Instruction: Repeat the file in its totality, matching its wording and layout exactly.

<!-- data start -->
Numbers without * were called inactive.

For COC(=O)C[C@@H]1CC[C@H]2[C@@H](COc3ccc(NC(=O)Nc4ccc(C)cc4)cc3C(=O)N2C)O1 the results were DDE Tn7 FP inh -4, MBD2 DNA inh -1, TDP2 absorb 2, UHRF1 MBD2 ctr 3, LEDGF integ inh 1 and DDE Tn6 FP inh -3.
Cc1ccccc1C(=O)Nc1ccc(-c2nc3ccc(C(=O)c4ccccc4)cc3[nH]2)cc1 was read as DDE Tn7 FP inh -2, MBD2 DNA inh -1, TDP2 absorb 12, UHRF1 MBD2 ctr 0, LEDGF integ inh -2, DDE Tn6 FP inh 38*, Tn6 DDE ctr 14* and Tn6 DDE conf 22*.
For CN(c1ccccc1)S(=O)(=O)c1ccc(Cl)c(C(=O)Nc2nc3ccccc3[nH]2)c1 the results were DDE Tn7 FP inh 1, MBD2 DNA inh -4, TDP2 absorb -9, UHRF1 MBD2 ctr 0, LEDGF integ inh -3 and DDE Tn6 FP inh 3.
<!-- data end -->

Numbers without * were called inactive.

For COC(=O)C[C@@H]1CC[C@H]2[C@@H](COc3ccc(NC(=O)Nc4ccc(C)cc4)cc3C(=O)N2C)O1 the results were DDE Tn7 FP inh -4, MBD2 DNA inh -1, TDP2 absorb 2, UHRF1 MBD2 ctr 3, LEDGF integ inh 1 and DDE Tn6 FP inh -3.
Cc1ccccc1C(=O)Nc1ccc(-c2nc3ccc(C(=O)c4ccccc4)cc3[nH]2)cc1 was read as DDE Tn7 FP inh -2, MBD2 DNA inh -1, TDP2 absorb 12, UHRF1 MBD2 ctr 0, LEDGF integ inh -2, DDE Tn6 FP inh 38*, Tn6 DDE ctr 14* and Tn6 DDE conf 22*.
For CN(c1ccccc1)S(=O)(=O)c1ccc(Cl)c(C(=O)Nc2nc3ccccc3[nH]2)c1 the results were DDE Tn7 FP inh 1, MBD2 DNA inh -4, TDP2 absorb -9, UHRF1 MBD2 ctr 0, LEDGF integ inh -3 and DDE Tn6 FP inh 3.